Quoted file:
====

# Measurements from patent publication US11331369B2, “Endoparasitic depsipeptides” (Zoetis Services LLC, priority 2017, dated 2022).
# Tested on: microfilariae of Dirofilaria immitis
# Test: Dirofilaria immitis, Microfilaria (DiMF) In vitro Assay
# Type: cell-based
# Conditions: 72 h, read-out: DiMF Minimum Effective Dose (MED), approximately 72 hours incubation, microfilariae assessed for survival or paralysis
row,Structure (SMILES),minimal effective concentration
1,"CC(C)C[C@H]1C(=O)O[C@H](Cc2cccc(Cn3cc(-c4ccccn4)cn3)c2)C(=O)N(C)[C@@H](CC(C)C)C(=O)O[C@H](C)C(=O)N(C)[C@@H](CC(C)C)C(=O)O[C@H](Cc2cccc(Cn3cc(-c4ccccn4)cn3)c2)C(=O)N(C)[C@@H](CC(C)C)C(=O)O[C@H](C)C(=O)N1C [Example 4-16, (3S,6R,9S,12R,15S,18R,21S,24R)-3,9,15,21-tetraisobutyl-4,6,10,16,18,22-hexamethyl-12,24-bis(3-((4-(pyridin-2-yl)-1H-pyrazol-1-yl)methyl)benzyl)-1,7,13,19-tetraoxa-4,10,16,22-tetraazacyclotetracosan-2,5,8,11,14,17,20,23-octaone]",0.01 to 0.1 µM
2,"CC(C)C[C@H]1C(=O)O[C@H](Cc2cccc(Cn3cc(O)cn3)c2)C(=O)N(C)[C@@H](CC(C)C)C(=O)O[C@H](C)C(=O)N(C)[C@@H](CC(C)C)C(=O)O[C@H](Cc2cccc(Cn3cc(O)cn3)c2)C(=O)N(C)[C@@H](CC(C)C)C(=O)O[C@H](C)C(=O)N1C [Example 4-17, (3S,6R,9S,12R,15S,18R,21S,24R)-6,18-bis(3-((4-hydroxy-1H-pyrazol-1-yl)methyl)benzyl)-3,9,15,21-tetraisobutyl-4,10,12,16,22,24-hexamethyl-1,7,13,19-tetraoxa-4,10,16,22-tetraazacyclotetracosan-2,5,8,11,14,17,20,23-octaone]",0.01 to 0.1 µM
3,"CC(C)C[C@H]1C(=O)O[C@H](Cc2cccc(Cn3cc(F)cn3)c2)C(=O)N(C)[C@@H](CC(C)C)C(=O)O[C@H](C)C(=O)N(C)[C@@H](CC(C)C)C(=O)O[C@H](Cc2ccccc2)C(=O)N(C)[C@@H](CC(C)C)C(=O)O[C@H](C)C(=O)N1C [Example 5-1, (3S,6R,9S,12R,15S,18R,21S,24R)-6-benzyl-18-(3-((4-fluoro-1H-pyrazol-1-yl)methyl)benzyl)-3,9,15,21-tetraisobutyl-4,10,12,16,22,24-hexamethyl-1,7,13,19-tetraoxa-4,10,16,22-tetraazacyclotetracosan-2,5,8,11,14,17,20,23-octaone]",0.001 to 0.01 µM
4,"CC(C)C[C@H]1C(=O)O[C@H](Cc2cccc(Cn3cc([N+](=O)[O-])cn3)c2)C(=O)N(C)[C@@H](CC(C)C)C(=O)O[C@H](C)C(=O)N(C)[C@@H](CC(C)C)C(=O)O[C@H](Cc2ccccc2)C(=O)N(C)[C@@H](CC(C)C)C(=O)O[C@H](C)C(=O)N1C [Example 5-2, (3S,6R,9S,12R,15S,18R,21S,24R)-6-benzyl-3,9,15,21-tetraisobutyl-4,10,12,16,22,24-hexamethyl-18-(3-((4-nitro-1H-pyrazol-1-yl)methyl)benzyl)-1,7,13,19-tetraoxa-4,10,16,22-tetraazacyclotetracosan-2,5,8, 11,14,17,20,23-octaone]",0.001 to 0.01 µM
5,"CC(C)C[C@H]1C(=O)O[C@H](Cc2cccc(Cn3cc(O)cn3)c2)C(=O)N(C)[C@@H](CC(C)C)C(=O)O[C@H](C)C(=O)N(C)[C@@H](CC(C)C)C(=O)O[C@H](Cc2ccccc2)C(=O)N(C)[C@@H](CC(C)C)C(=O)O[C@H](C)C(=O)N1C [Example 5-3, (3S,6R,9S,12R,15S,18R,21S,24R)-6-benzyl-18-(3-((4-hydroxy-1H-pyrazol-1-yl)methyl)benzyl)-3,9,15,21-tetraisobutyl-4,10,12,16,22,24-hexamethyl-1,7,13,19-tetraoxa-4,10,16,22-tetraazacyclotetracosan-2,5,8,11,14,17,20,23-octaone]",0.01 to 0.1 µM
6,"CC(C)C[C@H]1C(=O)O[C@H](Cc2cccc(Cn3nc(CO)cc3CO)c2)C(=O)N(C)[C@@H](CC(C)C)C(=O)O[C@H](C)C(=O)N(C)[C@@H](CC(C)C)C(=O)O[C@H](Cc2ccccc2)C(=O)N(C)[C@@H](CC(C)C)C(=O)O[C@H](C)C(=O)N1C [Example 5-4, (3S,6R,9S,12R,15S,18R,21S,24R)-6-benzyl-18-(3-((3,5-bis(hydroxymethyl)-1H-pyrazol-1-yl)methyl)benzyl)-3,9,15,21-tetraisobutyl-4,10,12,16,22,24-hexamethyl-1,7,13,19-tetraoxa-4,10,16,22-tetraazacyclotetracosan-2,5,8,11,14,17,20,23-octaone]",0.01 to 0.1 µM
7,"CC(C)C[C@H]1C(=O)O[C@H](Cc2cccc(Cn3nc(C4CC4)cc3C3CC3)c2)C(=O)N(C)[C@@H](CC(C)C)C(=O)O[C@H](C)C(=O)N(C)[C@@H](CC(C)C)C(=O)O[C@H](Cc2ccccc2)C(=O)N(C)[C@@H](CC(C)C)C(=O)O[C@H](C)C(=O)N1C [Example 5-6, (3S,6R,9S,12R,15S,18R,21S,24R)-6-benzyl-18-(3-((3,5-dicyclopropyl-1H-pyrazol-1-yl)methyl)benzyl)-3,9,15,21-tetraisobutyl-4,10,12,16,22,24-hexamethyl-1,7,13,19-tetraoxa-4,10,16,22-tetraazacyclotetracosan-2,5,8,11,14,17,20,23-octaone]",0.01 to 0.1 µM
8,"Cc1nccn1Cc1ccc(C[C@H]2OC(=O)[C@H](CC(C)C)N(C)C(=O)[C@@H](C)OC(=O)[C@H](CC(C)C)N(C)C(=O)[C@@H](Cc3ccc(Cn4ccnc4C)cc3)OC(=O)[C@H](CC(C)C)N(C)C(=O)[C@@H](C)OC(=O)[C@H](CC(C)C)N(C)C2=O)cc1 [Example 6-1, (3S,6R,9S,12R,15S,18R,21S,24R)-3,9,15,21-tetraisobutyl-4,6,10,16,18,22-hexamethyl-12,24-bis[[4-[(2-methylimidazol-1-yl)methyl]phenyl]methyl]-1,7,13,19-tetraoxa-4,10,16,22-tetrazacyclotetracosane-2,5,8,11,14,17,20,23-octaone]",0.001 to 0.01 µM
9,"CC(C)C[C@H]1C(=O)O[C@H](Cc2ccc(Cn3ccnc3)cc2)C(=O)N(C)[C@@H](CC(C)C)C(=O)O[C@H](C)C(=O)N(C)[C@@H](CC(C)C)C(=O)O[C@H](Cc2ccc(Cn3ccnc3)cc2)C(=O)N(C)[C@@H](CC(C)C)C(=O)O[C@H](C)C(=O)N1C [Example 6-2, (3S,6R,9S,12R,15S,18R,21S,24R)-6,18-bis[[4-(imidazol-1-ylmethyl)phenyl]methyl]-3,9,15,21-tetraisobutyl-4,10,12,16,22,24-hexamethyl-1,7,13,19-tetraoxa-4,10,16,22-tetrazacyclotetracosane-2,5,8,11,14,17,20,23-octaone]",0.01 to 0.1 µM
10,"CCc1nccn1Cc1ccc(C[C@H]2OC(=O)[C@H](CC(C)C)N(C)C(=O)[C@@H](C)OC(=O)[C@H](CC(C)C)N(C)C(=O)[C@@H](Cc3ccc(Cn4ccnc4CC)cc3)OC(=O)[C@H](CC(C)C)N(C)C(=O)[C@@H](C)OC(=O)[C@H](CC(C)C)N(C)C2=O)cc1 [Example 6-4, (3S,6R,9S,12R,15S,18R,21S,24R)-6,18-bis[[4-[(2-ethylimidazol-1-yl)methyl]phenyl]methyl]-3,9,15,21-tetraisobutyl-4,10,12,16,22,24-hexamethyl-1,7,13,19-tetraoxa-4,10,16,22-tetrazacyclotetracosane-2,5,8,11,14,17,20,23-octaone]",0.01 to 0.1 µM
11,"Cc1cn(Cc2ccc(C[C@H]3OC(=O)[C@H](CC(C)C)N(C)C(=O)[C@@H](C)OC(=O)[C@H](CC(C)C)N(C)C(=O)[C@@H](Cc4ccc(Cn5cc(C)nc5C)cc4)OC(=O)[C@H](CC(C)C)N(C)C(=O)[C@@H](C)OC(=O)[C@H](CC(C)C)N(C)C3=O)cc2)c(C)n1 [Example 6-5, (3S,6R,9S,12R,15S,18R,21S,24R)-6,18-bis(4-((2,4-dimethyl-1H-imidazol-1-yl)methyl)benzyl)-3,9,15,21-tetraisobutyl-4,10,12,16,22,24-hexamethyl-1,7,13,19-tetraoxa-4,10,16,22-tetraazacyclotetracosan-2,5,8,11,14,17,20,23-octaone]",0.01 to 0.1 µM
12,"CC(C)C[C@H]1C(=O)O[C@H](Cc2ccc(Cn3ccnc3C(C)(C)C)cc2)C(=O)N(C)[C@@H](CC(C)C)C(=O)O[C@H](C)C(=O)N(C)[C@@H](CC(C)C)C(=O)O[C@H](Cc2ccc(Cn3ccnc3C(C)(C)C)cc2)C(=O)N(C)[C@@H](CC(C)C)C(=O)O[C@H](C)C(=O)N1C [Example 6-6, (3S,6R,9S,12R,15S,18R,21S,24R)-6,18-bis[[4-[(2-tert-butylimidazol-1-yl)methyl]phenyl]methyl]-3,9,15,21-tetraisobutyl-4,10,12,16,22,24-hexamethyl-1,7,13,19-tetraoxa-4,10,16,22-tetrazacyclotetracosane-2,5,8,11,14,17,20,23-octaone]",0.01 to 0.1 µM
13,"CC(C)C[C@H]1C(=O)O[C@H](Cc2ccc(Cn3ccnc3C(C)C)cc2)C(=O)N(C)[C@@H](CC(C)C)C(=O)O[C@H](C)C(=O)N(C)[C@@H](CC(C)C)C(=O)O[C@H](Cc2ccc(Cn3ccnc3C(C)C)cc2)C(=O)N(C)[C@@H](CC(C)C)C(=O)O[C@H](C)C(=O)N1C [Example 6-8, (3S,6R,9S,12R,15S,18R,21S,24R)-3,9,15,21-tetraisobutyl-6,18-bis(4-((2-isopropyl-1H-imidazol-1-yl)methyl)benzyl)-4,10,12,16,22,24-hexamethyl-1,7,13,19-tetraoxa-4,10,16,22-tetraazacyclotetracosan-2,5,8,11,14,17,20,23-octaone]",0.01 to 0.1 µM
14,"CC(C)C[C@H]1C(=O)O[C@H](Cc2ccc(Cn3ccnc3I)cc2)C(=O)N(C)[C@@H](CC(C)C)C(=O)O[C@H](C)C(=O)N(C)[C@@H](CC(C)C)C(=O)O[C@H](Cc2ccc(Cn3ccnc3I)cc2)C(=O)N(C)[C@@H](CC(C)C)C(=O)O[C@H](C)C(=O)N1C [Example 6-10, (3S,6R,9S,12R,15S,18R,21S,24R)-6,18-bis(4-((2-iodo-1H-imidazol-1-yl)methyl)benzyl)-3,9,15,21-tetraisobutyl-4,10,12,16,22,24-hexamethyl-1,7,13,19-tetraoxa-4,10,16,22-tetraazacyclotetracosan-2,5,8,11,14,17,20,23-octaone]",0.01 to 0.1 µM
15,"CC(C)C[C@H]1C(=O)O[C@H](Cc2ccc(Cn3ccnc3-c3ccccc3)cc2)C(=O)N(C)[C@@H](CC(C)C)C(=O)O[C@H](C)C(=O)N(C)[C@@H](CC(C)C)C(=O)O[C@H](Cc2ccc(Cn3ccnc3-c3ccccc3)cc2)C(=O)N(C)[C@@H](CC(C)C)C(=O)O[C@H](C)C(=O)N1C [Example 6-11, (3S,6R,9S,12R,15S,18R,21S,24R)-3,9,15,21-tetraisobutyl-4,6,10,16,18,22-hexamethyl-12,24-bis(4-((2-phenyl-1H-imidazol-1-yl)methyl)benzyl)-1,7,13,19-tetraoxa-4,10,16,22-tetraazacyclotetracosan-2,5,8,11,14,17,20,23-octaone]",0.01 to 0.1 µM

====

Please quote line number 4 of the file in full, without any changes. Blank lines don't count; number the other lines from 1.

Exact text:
# Type: cell-based